Had an interesting discussion with a teacher from Plymouth last week about Facebook. We were running a pilot training day about the pedagogy of technology based learning and the discussion got onto what was and was not banned in schools. Inevitably we got onto Facebook.
Their school did bar access to Facebook until the snow days we had this year. What happened was that their main website was not able to cope with the hits trying to find out if the school was open. So they looked for other solutions for the future that were more scalable and unlikely to fall over when they got a few hundred hits at the same time. The decided that one way to do this would be to have their own school Facebook page for communicating with the outside world. Great idea, the Facebook servers take the strain.
So, then the law of unintended consequences kicked in. The majority of students made the school their friend. Ok, good thing. However, this meant that the school had the ability to see the bits of their profiles that the students would probably prefer that their teachers could not see.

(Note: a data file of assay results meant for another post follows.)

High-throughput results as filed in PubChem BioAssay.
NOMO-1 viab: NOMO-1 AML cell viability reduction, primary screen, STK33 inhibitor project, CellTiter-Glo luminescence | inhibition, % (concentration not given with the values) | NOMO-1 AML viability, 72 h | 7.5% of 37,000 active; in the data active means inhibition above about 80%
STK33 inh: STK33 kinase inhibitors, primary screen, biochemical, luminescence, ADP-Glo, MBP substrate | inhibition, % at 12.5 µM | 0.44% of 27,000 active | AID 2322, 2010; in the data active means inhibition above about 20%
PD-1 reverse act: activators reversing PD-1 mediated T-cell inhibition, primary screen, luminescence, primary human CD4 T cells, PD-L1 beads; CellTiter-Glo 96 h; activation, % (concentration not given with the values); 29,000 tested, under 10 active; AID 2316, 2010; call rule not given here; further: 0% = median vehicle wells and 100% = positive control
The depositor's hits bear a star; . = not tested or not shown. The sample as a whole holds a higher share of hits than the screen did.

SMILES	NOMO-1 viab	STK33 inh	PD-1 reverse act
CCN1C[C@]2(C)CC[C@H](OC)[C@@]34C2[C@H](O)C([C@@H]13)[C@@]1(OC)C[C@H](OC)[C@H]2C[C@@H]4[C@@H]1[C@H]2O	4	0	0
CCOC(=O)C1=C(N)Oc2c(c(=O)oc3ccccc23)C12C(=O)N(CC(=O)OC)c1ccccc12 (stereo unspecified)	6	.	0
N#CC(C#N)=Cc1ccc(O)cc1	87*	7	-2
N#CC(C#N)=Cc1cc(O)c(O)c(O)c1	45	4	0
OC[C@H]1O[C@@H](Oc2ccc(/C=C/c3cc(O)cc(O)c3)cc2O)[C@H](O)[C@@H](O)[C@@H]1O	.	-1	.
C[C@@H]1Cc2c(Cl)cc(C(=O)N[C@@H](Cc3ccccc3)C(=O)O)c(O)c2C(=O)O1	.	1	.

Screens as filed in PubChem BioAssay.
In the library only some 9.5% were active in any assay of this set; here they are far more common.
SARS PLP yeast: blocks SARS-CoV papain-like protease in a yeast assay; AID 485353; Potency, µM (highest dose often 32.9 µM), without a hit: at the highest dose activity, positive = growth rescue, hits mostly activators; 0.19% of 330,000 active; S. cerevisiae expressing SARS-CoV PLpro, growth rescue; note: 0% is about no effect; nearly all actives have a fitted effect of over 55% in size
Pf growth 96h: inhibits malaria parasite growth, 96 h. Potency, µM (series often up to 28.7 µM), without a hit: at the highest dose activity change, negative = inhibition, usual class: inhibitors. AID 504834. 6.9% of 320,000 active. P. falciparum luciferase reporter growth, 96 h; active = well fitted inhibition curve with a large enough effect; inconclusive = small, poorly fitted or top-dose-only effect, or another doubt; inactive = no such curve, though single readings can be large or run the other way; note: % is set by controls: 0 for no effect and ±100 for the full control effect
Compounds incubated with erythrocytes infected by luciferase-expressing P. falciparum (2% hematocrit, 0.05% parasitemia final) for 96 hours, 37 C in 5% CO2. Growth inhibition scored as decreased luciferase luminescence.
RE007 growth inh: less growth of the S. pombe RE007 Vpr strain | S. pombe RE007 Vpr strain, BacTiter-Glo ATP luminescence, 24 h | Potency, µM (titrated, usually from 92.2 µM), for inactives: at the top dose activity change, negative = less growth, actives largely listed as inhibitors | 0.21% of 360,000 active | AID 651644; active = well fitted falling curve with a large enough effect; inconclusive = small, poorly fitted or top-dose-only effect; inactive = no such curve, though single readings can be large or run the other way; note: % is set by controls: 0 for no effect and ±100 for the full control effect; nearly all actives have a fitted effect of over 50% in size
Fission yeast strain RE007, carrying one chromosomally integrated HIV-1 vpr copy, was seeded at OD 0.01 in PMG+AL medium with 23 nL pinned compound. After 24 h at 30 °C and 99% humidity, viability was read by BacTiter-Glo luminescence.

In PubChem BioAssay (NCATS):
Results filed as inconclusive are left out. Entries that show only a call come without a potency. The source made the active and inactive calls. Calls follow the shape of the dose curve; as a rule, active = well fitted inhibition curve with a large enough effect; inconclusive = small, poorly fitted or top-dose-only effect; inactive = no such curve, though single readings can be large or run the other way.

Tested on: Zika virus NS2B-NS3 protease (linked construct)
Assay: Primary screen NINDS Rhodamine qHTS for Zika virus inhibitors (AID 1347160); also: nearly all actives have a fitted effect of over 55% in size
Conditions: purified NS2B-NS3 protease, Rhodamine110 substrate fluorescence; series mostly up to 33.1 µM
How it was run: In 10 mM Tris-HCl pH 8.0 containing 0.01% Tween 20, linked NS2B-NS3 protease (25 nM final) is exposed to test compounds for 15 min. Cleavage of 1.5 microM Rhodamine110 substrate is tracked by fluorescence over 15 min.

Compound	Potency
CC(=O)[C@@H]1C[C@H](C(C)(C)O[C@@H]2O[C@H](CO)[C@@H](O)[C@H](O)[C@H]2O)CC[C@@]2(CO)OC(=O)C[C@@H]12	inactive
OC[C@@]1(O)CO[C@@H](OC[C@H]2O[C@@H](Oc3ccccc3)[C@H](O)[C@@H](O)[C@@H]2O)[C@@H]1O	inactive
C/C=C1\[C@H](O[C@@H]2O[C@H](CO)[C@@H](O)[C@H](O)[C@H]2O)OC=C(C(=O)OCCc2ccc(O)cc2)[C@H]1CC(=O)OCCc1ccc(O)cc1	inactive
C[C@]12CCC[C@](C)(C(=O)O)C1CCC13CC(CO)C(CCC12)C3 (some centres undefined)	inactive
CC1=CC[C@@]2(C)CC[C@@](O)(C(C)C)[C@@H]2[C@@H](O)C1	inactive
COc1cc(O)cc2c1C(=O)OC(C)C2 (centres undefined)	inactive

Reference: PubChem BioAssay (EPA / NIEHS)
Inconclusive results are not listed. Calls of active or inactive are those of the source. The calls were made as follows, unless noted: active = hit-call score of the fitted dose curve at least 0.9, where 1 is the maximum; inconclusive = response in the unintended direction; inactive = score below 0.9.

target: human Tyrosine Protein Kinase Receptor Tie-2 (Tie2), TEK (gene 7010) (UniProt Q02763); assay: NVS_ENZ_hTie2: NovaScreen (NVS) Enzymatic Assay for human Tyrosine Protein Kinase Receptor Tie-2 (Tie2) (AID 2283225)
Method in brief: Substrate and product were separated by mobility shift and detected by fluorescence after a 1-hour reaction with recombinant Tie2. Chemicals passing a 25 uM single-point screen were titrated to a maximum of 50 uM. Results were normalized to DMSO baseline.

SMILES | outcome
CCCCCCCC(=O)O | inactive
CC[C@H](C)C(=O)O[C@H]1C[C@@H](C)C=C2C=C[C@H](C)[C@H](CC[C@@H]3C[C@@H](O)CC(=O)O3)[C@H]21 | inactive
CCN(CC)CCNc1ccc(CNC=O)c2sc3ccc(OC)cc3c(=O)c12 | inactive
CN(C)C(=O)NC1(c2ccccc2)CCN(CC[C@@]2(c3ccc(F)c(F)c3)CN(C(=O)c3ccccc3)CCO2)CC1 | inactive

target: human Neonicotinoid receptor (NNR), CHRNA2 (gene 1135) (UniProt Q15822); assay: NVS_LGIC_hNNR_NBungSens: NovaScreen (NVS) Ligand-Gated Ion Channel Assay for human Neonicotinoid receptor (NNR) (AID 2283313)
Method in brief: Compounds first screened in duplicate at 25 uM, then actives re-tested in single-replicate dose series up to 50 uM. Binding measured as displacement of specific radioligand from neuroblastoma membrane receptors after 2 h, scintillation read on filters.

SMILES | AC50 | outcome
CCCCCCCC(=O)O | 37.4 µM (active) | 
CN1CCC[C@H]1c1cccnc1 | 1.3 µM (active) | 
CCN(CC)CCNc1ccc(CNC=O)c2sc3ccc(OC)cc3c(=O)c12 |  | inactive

Solution: Headteacher gives whole school assembly on how to set your Facebook privacy settings so avoid such embarassment.
Consequence is that the school has a new communications route to students, parents and the outside world, and the students are safer online as they now have the knowledge about how and why they need to modify their privacy settings.
Oh, and it hasn’t snowed since.